I live at the base of Mount Antero here in Colorado (Prospector show on the Weather Channel) and yesterday afternoon hiked up to Brown’s Lake, a twelve mile round trip hike up and down Brown’s Creek. I only went to about 12,000 feet, fairly short of the summit of Antero at 14,269 feet. But it was enough for an old guy and a young dog for a day. I could have died. I am fairly clumsy if I don’t watch every step and have come home bloody more times than I can count. Also, even though I am in reasonably good shape at age 62 and my life insurance is all paid and inforce, there were some steep areas where, when I stopped, I wondered if I would ever catch my breath or get my heart to slow down. Anyway it was a good day and I made it home unbloodied.

So, other than my own life insurance and brush with death, what does that paragraph have to do with anything? It could be loosely tied to the health mountain tops we all have in life. Whether it is cancer or heart disease or a mood disorder like anxiety or bipolar disorder, in order to get where we want to go we have to turn and face the issue and put one foot in front of the other. Even though we’re impaired, and believe me I have more issues than just being clumsy, to live longer and to be approved for life insurance we have to face our impairment head on every day and work at not letting it get the best of us.

I have a client who is the CEO of a large grocery store chain and when he came to me looking for life insurance, something he was told by the board of directors he had to get as key man coverage, he had been declined several times because he had bipolar disorder. But just the way he faced life and bipolar disorder he didn’t give up in the face of declined life insurance applications. He and I reviewed his history at length and reviewed the companies that he had tried and their reasons for the declines. All four of the declines had come at the hands of inexperienced agents working with life insurance companies who weren’t really up to challenge of underwriting bipolar. Each one cited “history of bipolar disorder” as their sole reason for decline.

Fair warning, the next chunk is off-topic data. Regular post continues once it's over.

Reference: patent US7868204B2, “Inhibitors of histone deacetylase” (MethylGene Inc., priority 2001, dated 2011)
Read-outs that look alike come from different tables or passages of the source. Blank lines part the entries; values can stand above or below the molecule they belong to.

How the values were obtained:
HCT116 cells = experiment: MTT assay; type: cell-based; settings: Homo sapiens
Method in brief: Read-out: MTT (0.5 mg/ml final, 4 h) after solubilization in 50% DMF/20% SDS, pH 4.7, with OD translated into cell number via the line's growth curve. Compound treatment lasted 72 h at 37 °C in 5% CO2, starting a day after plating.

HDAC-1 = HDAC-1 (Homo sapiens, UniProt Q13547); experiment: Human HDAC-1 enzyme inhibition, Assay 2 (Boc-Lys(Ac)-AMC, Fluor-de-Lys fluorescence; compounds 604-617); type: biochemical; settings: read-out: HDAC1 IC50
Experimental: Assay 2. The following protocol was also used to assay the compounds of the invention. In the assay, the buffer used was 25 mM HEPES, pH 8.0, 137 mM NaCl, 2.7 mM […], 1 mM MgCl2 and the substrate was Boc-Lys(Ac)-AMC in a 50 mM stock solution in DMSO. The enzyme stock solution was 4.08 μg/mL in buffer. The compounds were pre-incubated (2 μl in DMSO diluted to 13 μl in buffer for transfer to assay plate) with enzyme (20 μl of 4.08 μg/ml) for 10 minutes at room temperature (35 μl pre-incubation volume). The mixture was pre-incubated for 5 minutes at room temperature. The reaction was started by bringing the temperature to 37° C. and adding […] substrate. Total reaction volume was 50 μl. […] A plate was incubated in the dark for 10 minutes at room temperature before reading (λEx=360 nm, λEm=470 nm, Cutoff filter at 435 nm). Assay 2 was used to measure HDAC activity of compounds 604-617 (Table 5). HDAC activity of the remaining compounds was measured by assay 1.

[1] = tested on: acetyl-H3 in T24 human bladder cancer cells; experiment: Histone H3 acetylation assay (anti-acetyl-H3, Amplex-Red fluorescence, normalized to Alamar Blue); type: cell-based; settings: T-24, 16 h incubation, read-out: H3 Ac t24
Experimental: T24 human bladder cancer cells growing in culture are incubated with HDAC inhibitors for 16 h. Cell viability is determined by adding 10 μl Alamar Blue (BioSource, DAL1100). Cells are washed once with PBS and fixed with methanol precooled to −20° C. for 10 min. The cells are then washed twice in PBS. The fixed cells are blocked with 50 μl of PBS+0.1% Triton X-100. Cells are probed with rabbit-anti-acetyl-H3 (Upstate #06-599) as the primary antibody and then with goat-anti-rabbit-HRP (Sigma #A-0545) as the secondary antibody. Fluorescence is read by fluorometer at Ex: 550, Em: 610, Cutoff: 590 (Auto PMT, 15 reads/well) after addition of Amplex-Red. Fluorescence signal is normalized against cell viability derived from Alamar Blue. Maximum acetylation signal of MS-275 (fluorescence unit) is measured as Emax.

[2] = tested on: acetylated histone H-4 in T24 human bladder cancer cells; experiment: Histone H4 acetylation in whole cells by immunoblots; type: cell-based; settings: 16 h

As we talked about his history, complete with bipolar disorder, it just didn’t add up to a decline. He was diagnosed 10 years prior. He had never been hospitalized. While he was mildly hypo manic at times it never caused him to lose time from work and in fact, he channeled that energy into his job helping the company to grow. The depression side of bipolar manifested more as anxiety, but again he was leading a normal life, being compliant with his treatment, had a successful marriage with children and a growing company. Each day he turns and faces the issue, takes his medication and goes to work.

Bottom line. Long story short we got him approved after shopping the case to some first rate impaired risk life insurance companies. In spite of the decision of the first four companies, which was probably written on page 112 of their underwriting manuals, the client presented the best possible scenario for someone with bipolar.If you have questions about how to overcome declined life insurance, or how life insurance companies view various impairments, or if you want to join me on my next hike, call or email me directly. My name is Ed Hinerman. Let’s talk.

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